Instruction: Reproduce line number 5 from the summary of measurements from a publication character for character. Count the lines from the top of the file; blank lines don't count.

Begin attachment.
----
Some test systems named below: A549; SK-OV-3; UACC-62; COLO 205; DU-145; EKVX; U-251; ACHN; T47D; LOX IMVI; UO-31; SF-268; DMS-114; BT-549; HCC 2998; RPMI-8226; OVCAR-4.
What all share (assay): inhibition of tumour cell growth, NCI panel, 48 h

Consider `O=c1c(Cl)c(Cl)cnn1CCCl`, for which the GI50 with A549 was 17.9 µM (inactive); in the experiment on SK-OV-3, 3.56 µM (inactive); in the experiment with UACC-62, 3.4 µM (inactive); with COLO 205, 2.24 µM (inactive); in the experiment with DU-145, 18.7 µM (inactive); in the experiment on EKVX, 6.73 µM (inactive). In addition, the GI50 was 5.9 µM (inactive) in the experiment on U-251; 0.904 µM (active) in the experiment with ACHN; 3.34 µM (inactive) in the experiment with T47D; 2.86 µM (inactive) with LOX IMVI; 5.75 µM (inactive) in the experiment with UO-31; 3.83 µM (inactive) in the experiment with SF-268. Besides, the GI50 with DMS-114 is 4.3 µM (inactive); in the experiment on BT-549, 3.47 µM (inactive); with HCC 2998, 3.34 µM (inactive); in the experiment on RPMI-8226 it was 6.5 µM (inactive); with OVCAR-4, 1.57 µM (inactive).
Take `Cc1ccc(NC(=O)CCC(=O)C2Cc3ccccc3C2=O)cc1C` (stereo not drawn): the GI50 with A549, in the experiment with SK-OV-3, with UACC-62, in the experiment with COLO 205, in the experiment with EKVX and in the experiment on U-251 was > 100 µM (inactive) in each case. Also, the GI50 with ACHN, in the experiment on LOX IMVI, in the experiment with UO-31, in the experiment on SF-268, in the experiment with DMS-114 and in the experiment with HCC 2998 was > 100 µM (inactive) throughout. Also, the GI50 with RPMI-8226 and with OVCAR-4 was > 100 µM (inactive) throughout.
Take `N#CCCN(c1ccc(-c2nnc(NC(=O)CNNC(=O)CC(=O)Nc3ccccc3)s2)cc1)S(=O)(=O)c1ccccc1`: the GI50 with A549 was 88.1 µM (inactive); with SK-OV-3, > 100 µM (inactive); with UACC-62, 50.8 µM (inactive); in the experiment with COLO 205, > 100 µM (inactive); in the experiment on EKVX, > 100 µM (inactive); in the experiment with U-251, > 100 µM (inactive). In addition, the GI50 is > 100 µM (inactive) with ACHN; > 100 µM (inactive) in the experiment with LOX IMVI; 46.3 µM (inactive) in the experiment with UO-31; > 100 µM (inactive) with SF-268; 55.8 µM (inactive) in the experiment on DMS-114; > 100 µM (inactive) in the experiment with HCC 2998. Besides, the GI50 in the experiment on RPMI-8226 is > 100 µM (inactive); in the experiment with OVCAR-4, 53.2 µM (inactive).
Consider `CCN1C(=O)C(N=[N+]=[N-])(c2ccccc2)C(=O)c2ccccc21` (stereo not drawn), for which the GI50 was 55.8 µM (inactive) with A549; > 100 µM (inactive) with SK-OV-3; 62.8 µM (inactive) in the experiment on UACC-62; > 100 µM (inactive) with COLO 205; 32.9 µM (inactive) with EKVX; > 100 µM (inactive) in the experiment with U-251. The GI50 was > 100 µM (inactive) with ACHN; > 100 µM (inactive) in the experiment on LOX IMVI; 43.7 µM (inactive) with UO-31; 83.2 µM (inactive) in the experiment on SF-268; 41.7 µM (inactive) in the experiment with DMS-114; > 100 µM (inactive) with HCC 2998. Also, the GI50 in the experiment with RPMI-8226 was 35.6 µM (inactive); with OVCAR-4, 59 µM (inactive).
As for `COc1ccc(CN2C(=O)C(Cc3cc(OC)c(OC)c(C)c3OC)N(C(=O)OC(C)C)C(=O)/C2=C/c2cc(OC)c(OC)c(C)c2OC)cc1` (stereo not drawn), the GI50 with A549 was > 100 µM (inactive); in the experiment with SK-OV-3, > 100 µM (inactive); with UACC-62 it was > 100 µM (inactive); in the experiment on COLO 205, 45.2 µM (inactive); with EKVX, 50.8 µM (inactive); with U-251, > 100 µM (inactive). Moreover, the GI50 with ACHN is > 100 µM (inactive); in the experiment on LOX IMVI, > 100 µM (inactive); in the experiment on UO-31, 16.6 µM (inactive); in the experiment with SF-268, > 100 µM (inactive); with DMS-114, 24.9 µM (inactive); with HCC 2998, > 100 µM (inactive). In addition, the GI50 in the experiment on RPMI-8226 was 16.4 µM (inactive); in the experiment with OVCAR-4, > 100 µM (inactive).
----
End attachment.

Take `N#CCCN(c1ccc(-c2nnc(NC(=O)CNNC(=O)CC(=O)Nc3ccccc3)s2)cc1)S(=O)(=O)c1ccccc1`: the GI50 with A549 was 88.1 µM (inactive); with SK-OV-3, > 100 µM (inactive); with UACC-62, 50.8 µM (inactive); in the experiment with COLO 205, > 100 µM (inactive); in the experiment on EKVX, > 100 µM (inactive); in the experiment with U-251, > 100 µM (inactive). In addition, the GI50 is > 100 µM (inactive) with ACHN; > 100 µM (inactive) in the experiment with LOX IMVI; 46.3 µM (inactive) in the experiment with UO-31; > 100 µM (inactive) with SF-268; 55.8 µM (inactive) in the experiment on DMS-114; > 100 µM (inactive) in the experiment with HCC 2998. Besides, the GI50 in the experiment on RPMI-8226 is > 100 µM (inactive); in the experiment with OVCAR-4, 53.2 µM (inactive).